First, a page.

Think what you want of Slimane’s Celine, Portman’s rock & roll tuxedo was a fitting choice. After all, she plays a pop star in “Vox Lux,” which has received positive reviews ahead of its general release next month.
“I’ve never worked with someone more prepared or daring,” Brady Corbet, her “Vox Lux” director, wrote for IndieWire ahead of the ceremony. “That commitment and daring is represented in the other equally significant aspects of her life, such as her outspoken political activism, as well as her own work as a filmmaker.”
As for her activism, in April this year Portman, who is an American-Israeli citizen, backed out of receiving the Genesis Prize in Israel, which was using deadly force against protesters on the Gaza border. “I chose not to attend because I did not want to appear as endorsing Benjamin Netanyahu, who was to be giving a speech at the ceremony,” she wrote on her Instagram account. “Israel was created exactly 70 years ago as a haven for refugees from the Holocaust. But the mistreatment of those suffering from today’s atrocities is simply not in line with my Jewish values. Because I care about Israel, I must stand up against violence, corruption, inequality and abuse of power.”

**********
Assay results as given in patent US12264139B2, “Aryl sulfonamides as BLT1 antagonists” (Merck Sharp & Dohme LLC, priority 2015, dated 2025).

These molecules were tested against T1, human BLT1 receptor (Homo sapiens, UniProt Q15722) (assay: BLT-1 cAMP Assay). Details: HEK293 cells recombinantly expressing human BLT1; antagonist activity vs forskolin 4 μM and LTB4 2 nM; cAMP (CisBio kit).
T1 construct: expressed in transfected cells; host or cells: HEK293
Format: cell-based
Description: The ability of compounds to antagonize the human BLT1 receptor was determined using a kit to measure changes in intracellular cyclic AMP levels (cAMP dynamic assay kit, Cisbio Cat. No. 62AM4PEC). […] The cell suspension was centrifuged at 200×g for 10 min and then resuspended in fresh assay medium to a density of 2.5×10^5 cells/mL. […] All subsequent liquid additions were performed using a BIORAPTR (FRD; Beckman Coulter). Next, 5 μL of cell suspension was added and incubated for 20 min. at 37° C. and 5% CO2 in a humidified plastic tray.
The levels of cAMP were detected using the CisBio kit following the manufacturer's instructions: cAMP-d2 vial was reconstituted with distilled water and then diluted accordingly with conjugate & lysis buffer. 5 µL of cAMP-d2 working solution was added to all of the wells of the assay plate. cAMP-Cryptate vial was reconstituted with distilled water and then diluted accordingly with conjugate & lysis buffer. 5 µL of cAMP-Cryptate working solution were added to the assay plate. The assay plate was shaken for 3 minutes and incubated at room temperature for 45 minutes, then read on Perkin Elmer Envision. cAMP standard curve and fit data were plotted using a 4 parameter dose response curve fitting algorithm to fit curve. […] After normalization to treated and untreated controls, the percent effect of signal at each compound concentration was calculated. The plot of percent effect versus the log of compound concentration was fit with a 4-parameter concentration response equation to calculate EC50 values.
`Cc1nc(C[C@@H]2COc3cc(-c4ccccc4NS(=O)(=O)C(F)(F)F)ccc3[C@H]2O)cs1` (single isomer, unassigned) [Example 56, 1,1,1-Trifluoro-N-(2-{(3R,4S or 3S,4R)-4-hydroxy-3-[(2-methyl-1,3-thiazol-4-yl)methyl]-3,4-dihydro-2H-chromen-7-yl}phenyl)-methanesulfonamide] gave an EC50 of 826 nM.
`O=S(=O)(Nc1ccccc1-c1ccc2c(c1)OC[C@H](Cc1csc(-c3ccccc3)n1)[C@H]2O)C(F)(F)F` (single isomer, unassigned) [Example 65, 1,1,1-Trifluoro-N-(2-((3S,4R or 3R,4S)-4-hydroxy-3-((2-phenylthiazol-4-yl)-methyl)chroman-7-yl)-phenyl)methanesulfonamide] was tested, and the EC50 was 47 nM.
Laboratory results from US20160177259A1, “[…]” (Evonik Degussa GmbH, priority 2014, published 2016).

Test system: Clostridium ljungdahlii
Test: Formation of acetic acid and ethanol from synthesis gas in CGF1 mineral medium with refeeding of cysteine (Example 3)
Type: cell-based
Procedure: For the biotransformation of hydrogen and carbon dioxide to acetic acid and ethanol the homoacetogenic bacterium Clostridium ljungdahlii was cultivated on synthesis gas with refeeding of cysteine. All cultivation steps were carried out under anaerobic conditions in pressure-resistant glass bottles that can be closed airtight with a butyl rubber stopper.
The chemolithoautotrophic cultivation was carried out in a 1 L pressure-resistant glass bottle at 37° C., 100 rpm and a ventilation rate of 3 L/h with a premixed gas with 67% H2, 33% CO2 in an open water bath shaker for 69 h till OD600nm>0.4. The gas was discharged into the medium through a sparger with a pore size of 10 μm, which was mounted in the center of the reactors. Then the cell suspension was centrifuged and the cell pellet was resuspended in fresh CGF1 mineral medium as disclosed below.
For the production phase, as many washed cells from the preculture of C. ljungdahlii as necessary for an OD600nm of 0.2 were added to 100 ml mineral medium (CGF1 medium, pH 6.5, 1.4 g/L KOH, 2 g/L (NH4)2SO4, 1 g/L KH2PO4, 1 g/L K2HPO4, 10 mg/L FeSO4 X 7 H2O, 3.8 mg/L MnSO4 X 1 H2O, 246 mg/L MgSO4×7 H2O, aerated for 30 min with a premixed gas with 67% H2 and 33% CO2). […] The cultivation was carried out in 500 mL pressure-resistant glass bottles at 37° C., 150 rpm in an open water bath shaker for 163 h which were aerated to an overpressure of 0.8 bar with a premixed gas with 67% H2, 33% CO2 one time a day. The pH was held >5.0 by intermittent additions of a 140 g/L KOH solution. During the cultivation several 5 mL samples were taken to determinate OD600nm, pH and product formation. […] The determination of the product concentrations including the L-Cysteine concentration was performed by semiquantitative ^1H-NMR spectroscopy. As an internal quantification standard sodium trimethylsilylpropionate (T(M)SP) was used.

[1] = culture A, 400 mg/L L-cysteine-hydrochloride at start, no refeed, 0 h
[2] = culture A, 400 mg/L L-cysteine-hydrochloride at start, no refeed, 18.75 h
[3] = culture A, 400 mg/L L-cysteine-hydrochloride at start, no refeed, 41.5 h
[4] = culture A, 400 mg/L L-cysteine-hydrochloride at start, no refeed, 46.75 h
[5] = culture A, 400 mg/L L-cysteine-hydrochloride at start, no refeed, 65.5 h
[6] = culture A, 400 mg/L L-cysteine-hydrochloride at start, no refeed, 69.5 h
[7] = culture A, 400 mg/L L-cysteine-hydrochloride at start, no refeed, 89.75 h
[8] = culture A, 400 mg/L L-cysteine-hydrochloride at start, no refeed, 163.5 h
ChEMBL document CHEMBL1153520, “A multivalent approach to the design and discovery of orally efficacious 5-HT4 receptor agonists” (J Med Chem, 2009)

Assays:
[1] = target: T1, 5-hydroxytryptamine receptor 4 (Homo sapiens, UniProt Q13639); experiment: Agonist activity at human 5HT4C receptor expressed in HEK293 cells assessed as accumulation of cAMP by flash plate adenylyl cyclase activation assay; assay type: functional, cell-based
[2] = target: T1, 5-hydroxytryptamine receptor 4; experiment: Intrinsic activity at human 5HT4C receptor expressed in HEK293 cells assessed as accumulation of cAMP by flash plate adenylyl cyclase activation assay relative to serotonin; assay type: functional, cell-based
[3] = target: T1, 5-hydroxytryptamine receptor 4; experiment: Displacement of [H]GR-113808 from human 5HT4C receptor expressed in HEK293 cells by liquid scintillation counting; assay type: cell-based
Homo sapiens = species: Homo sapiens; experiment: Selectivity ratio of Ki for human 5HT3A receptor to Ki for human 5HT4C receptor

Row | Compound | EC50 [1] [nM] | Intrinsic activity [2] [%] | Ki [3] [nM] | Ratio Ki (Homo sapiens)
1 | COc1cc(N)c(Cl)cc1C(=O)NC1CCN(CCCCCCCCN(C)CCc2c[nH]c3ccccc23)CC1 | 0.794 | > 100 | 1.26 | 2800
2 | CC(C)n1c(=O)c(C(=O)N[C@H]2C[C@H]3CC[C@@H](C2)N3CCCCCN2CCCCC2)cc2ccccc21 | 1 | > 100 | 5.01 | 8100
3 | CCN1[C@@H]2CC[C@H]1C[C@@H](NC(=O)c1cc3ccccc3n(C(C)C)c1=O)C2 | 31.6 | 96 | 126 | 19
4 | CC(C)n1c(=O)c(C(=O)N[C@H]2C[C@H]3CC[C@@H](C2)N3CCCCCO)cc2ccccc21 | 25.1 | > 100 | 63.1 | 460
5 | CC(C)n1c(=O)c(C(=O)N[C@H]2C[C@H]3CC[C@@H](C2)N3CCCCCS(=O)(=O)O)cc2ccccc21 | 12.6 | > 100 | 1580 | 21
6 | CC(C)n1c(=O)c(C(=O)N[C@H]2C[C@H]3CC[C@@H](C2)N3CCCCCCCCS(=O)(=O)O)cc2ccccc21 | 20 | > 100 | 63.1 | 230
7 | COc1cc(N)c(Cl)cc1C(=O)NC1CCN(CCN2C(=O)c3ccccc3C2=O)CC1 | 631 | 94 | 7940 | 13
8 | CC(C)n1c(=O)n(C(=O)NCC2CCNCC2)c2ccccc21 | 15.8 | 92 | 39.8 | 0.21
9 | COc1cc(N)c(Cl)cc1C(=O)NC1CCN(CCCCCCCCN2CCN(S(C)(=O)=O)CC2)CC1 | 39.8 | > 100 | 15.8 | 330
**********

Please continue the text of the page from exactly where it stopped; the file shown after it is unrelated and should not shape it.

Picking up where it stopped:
Portman chose a more conventionally feminine look for her December cover shoot for “Vanity Fair,” appearing in a metallic gown by Dior.


Tourism chiefs salute fashion designer for holding son’s wedding in Lebanon

Elie Jr. and Christina Mourad. (Social media)
Updated 23 July 2019
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Tourism chiefs salute fashion designer for holding son’s wedding in Lebanon

  • The tourism leader said the situation was to do with Lebanese ego, but he emphasized that wedding parties held in Lebanon could be better than those staged abroad on all levels